The purpose of creating trusts for people with disabilities
is to improve the quality of life for the beneficiaries by paying for items that
public assistance programs do not. These are items that parents or other
relatives would have continued to pay for if they were still alive. Using trusts
to enhance the happiness of the beneficiaries and to keep them more engaged in
meaningful activities can reduce behavior problems, reduce peer-to-peer
incidents and reduce costs to the public. Federal and state laws now allow
trusts to be created for people with disabilities without affecting their
eligibility for Medicaid.
If the purpose of the trust is to pay for supplemental
items or luxuries only, it is worth remembering that it may not take a great
deal of money to accomplish that limited purpose.
Several different trust options are now available that
allow providing for people with disabilities without affecting their eligibility
for Medicaid. A brief summary of each follows. But first, it is important to
consider where the money that will be used for the trust will come from.
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Which Trust is Right for You?
The source of the money to be used to fund a trust
determines which trusts can be used in given situations. If the money comes from
someone other than the person with a disability, for example, a relative or a
friend, then the only types of disability trusts that can be created are either
a Wholly Discretionary Trust or a Supplemental Services Trust. If the money
belongs to a person with disability, then there are two other options—either a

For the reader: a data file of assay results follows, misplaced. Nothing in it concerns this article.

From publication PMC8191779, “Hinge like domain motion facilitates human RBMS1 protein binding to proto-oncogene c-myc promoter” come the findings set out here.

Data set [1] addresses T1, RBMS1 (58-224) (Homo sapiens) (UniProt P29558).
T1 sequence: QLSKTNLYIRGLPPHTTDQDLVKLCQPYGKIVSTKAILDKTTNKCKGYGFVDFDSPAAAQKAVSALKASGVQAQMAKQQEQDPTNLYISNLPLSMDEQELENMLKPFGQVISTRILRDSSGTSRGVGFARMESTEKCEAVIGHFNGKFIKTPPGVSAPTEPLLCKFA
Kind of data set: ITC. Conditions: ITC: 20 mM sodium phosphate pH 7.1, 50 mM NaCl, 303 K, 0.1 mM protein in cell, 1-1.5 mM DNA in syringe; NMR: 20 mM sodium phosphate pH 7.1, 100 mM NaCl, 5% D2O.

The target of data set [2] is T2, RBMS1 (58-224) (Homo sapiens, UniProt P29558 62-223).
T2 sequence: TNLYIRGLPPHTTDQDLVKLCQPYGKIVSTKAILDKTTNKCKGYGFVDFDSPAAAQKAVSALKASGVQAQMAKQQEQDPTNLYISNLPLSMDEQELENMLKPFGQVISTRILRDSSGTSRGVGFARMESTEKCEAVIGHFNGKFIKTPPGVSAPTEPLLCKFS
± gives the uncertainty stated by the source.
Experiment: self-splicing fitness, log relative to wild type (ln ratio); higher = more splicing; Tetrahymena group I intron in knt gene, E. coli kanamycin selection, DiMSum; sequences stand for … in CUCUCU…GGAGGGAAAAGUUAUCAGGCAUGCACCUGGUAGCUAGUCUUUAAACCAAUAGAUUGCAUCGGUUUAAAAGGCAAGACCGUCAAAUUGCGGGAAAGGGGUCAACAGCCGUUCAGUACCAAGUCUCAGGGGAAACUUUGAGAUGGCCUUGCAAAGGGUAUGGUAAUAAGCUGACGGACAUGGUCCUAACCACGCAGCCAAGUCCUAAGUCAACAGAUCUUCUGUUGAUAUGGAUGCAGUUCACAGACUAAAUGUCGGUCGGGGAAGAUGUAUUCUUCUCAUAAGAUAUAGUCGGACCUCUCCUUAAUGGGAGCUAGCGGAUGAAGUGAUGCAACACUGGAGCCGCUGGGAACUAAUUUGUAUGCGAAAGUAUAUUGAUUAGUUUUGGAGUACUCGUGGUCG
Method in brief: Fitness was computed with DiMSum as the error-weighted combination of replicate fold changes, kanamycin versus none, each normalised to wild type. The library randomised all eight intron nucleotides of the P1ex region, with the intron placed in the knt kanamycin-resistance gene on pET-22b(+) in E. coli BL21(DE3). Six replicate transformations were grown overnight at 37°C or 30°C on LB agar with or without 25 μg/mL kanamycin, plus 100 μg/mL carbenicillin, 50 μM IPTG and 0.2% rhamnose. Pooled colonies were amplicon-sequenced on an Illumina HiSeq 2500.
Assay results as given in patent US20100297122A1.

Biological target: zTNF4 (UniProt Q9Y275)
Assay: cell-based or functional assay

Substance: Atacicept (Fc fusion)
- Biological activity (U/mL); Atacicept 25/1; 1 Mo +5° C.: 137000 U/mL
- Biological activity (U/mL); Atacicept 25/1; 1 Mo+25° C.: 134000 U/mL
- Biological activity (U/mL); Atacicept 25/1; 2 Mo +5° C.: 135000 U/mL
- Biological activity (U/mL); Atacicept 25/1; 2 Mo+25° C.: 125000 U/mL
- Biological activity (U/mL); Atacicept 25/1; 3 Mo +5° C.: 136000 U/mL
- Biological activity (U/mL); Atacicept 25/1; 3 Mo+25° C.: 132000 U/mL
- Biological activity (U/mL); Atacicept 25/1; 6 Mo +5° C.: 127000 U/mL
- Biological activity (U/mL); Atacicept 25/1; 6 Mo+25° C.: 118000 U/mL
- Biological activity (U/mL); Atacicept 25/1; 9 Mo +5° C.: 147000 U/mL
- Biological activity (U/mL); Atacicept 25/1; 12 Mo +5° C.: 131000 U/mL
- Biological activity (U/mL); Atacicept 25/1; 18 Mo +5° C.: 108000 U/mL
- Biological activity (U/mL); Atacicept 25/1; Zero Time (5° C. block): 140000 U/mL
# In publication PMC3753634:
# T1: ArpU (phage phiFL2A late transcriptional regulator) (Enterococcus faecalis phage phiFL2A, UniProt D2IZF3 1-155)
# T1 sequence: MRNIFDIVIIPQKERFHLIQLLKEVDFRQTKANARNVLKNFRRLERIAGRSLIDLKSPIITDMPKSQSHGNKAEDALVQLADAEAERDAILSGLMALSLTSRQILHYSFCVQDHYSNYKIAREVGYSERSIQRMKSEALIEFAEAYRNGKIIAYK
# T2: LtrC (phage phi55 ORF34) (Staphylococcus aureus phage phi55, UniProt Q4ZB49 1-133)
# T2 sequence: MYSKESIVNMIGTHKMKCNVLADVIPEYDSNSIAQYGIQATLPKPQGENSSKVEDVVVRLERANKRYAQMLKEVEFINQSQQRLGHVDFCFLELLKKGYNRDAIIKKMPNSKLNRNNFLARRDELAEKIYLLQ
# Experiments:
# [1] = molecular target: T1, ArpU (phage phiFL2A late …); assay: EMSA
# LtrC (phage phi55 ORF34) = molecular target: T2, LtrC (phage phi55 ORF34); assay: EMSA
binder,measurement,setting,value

Special Needs Trust (i.e., a regular Medicaid Payback Trust) or a Pooled
Medicaid Payback Trust.
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Trusts Funded with Assets from Family & Friends
Option 1: Wholly Discretionary 3rd Party Trusts
A Discretionary Trust is one in which the trustee is given
a great amount of “discretion” as to when and how assets in the trust are
distributed. The term “Wholly” Discretionary Trust refers to recent changes
in the Ohio Trust Code which give greater recognition and support to the intent
of the creator of the trust. “3rd Party” means that the creator of the trust
is using it to benefit a third party—the person with a disability—not
A Discretionary Trust is one of the most common estate
planning tools for families of children with disabilities in Ohio and in many
other states. How useful this trust is depends on the regulations, laws and
court decisions of each state. The Medicaid regulations and laws in effect at
the time someone applies for Medicaid will determine whether that person is
eligible for Medicaid.
The primary advantage of a Discretionary Trust in Ohio is
that there is no requirement that a portion of the trust be turned over to the
state upon death of the beneficiary. That is logical because the funds in the
trust never “belonged” to the beneficiary. However, such a trust must be
carefully drafted, or its purpose may be defeated, once again pointing out the
need to seek a qualified attorney.
Since 1968, the State of Ohio has been able to invade
trusts (old method) or to declare a person ineligible for Medicaid (current
method) if he or she is the beneficiary of a trust containing words like “for
the benefit, support, education, maintenance and welfare” of the individual
with the disability. A court can order the trustee of such a trust to pay
support to the beneficiary of the trust based on this enforceable standard. It
is easy to determine the cost of items such as food, clothing, and shelter.